Ruby has ben the world’s most precious gem for thousands of years. That’s right: before the diamond, the ruby ruled all. Even the Bible places rubies above all, the most precious of the 12 stones created by God, and mentioned by Job (re: wisdom is more precious than…) and placed on Aaron’s neck. In ancient Sanskrit, the word for ruby is ratnaraj, which means “king of precious stones, or “ratnanayaka,” which means “leader of precious stones.” The ancient Chinese emperor Kublai Khan allegedly once offered a city in exchange for a sizable Ruby. Ancient Indian legends said that God first created ruby and later created man to possess it.
In modern times, rubies are valued for their immense beauty (and some lore still persists.)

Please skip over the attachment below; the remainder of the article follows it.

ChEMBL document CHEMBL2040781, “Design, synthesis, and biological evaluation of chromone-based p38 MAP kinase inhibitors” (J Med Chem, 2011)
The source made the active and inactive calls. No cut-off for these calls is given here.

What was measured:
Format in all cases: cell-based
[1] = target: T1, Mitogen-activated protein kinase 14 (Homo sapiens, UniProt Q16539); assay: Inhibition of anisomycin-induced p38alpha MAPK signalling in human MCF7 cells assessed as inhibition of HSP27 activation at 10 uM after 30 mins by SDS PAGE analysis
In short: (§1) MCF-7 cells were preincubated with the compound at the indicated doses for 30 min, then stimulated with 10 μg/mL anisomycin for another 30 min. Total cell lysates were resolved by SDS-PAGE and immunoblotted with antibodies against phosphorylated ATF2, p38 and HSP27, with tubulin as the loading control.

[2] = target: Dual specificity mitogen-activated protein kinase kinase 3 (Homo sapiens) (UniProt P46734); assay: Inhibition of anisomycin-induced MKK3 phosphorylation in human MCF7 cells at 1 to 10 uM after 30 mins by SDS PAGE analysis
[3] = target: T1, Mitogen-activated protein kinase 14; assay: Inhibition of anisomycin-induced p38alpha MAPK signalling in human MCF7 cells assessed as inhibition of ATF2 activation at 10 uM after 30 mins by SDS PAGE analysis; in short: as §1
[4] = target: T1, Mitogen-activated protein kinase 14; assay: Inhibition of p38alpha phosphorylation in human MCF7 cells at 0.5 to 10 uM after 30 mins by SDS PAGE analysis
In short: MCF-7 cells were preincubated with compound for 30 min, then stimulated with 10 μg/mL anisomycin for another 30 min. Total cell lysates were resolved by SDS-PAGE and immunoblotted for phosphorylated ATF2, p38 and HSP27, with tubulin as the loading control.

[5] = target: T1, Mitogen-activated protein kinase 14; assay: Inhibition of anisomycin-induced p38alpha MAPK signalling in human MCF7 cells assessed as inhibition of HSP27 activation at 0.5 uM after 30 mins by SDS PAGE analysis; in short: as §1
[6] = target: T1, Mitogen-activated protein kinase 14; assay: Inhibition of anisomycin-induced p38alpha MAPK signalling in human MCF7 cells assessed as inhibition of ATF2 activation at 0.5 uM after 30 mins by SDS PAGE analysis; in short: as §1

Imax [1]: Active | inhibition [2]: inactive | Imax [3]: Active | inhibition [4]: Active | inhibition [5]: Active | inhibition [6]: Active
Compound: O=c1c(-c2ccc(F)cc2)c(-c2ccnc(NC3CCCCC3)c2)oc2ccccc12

Ruby is known first and foremost for its rich red color. It’s also highly desirable thanks to its hardness and durability (a 9 on the Mohs scale) its sparkle and its rarity. Large rubies with good clarity are exceedingly rare, mores than diamonds. And a flawless ruby fetches the next highest prices to the insanely rare fancy colored diamonds (the crazy colors, like green purple and red.)
For example, 8.62-carat cushion-cut ruby sold for$8.6 million at Christies last year, just about a million per carat. In contrast, Sotheby’s 100.2 carat D-Flawless emerald cut sold for $22.1 million this spring – about $220,000 per carat.
Rubies are part of the corundum family, like sapphires, which gets tricky when it comes to lighter, pinker shades of corundum. Are they pink sapphires? Or light sapphires? In 1991, the International Colored Gemstone Association has declared that the light shades of the red hue should be included in the category ruby since it was too difficult to legislate where red ended and pink began. We still refer to the blatantly pink colors as pink sapphires.